Friday, August 2, 2019
Biometrics Security Essay -- Biometric Technology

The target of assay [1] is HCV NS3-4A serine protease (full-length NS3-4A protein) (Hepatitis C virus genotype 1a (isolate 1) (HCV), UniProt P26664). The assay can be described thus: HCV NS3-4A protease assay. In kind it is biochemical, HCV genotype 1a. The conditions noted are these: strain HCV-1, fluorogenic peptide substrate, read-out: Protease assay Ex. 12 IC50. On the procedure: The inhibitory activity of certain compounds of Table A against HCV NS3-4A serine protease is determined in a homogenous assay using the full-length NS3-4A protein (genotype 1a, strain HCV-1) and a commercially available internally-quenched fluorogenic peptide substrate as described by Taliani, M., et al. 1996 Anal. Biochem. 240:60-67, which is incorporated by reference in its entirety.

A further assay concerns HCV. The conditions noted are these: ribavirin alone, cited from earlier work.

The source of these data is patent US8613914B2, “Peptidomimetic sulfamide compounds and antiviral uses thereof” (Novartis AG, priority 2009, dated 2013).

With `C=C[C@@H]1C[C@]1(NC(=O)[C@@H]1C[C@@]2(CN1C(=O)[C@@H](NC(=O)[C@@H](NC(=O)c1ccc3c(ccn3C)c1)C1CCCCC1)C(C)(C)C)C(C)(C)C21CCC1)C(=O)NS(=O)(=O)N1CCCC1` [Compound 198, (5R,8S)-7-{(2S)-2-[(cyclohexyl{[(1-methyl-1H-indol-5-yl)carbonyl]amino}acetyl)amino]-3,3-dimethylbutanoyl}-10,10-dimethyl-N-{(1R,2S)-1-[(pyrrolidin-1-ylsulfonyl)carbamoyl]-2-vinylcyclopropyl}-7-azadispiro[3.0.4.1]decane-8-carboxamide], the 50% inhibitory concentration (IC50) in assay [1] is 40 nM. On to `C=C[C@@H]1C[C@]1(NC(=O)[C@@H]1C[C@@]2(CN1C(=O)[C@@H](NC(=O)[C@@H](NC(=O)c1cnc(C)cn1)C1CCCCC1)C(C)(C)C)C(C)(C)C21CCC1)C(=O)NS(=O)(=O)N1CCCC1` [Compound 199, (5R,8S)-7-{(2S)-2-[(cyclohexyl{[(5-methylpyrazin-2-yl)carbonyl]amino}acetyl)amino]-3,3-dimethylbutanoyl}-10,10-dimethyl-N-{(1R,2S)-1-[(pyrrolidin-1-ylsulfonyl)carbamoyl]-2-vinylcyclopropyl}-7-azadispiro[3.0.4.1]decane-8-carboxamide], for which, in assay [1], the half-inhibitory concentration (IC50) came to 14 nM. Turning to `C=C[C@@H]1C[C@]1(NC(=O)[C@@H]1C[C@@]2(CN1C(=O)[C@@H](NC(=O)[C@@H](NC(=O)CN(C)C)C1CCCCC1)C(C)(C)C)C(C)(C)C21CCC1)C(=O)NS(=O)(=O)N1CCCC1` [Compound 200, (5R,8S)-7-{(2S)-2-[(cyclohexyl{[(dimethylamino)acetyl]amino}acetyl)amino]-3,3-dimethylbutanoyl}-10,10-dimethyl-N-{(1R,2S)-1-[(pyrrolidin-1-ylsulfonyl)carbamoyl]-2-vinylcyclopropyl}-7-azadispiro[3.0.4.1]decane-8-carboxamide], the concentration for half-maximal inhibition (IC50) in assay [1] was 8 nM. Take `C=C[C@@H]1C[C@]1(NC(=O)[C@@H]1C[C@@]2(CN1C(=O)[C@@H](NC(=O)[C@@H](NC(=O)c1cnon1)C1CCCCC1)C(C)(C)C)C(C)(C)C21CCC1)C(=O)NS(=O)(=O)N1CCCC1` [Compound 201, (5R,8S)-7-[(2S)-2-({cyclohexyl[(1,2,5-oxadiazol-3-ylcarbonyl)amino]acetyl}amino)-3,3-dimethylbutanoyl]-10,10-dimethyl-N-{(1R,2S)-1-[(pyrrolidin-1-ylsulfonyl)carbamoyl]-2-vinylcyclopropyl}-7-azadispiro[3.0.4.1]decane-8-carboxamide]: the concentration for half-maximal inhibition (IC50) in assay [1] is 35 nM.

Biometrics Security Biometrics uses personal characteristics to identify users. When it comes to security, mapping unique patterns and traits in fingerprints, irises or voices is considered light years ahead of forcing employees to memorize combination of letters and numbers -- which are easily compromised and easily forgotten. The technology works by taking measurements -- whether it is the weight and length of bones in the hand or the pattern of blood vessels inside the eye or the pattern of fingerprints -- and then storing the specifics, often called minutiae, in a database. When a user scans a hand or retina, the new mapping is compared with the stored data. Access is either granted or denied based on matching patterns that are unique to each individual. It's that ability to identify someone based on unique physical traits that is driving biometrics into the corporate enterprise. As more high-priced transactions are conducted over the Internet, businesses increasingly need ironclad authentication of someone's identity. Add to that the increasing amount of in"house security breaches and corporate espionage, and you'll find network and security administrators grappling for a better way to secure information from unauthorized eyes. "Somebody who is doing stock trades online wants security that is amazingly accurate," says Michael Thieme, a senior consultant for International Biometric Group in Manhattan, an independent biometrics consulting and integration firm." A lot of recent security incidents are making people aware that they have a lot of data that just isn't as secure as they thought it would be. . . . If biometrics can even be a small part of that, it will be a tremendous market." Costs are dropping Until recen... ...s fingerprint. That all amounts to an unlawful search." And that is bound to make some users uneasy or even unwilling to hand over their fingerprints. Grant Evans, vice president of Identix, calls it a small problem. "The fact is Big Brother has all the information he needs on you without your fingerprints," he says. Gail Koehler, vice president of technology for Purdue Employees Credit Union in West Lafayette, Ind., was worried that members would be upset when she first deployed fingerprint scanners in her automated branch kiosks. Koehler says 12,000 members have registered their fingerprints with the credit union. "We spent the majority of our marketing dollars preparing ourselves to convince members that this was secure and not an invasion of their privacy," she says. "It was wasted dollars. We've basically had no objections. Members prefer the security."